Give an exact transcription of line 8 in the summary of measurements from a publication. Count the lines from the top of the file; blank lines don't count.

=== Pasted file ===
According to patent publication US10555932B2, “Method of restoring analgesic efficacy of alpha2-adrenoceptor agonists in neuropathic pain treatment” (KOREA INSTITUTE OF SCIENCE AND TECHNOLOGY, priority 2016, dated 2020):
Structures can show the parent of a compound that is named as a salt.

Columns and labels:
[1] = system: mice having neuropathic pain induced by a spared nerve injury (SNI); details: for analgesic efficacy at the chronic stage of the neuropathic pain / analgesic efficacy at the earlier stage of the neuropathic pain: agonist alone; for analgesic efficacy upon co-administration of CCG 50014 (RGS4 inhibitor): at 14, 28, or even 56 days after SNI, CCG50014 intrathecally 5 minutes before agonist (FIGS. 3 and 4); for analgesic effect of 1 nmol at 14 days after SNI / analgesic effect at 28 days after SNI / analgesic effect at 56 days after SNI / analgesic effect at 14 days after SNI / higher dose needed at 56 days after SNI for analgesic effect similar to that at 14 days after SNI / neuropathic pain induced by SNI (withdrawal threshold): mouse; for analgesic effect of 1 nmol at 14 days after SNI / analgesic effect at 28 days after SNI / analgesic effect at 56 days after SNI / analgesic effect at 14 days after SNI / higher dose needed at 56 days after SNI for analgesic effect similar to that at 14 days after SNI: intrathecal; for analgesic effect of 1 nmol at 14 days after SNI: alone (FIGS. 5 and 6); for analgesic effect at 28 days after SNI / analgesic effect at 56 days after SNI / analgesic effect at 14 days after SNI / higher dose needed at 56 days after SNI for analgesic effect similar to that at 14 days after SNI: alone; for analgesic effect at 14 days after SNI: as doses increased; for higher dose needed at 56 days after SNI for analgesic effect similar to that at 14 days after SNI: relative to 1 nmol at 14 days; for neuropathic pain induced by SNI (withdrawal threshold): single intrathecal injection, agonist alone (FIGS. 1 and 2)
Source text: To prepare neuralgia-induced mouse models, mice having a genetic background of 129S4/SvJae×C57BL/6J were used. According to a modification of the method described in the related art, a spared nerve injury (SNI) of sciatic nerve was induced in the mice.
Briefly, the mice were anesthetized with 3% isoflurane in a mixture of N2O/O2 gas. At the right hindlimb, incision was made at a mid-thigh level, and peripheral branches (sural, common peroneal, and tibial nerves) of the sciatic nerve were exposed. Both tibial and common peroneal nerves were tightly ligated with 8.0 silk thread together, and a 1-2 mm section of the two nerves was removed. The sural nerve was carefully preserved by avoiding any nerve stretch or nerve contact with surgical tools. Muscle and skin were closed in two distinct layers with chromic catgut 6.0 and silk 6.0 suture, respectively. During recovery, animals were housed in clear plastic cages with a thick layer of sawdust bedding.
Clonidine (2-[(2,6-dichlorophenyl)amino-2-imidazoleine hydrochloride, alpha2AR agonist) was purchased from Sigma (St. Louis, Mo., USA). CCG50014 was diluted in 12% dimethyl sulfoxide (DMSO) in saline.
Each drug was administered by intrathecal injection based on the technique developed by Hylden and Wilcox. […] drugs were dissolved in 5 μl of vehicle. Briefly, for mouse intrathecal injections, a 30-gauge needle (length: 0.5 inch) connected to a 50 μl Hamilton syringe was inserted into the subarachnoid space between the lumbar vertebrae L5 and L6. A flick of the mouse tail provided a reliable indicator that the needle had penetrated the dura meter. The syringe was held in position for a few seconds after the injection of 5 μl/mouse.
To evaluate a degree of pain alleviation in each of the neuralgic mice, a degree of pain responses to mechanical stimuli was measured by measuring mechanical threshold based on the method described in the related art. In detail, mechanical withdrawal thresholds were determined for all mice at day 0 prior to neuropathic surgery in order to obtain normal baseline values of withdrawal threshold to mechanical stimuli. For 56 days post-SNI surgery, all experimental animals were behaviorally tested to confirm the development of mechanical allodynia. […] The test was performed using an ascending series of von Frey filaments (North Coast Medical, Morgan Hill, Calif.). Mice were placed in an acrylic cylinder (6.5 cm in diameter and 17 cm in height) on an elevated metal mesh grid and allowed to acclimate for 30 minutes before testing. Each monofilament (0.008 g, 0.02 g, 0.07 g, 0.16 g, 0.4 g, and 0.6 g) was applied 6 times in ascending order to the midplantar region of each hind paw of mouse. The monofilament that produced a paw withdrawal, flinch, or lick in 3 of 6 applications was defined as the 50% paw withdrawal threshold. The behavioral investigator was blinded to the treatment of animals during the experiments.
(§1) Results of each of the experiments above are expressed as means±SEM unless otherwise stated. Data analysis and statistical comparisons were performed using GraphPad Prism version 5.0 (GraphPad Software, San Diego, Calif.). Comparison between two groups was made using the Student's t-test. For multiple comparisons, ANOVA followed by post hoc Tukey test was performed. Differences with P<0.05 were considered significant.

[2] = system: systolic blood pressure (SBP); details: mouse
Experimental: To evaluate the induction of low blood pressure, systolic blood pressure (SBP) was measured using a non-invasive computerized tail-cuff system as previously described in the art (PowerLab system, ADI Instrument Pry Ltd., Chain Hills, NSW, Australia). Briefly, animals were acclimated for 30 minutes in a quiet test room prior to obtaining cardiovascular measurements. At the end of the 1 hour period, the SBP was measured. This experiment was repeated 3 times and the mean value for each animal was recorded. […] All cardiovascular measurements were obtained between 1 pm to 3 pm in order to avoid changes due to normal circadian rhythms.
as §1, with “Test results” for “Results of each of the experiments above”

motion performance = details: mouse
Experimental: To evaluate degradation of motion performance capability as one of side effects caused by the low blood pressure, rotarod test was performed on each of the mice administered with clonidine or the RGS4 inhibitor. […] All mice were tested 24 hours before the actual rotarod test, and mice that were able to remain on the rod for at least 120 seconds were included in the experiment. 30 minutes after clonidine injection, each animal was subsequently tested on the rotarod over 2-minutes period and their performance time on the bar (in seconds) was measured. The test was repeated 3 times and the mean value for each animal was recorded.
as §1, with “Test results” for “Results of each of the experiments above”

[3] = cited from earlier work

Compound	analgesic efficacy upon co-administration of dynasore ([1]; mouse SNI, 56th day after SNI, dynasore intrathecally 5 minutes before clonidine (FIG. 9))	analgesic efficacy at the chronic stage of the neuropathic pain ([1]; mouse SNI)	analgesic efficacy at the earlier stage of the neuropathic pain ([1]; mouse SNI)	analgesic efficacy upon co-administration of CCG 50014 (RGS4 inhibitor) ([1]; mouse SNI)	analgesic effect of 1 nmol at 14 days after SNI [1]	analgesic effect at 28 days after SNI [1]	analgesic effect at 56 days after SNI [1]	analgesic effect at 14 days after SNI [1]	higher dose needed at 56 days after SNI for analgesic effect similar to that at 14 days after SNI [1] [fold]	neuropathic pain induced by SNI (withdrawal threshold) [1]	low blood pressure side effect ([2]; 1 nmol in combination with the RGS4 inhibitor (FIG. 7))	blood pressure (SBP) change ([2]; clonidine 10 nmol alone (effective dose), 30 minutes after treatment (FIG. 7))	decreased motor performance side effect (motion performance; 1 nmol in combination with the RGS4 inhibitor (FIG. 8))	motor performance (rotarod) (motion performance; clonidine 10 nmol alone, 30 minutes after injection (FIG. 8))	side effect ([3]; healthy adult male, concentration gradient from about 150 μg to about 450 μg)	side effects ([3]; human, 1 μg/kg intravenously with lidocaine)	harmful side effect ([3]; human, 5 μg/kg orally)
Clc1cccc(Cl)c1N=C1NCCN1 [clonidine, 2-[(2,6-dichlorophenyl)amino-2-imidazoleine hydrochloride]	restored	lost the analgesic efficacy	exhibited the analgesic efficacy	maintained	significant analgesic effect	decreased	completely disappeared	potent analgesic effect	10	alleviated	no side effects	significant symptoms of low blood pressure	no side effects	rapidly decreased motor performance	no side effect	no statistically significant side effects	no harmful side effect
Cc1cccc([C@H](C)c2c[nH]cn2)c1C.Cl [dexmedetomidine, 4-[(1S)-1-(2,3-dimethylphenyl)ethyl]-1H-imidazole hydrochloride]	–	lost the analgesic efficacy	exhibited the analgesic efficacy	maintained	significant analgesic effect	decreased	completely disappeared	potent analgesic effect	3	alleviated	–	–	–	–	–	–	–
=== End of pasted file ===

Each drug was administered by intrathecal injection based on the technique developed by Hylden and Wilcox. […] drugs were dissolved in 5 μl of vehicle. Briefly, for mouse intrathecal injections, a 30-gauge needle (length: 0.5 inch) connected to a 50 μl Hamilton syringe was inserted into the subarachnoid space between the lumbar vertebrae L5 and L6. A flick of the mouse tail provided a reliable indicator that the needle had penetrated the dura meter. The syringe was held in position for a few seconds after the injection of 5 μl/mouse.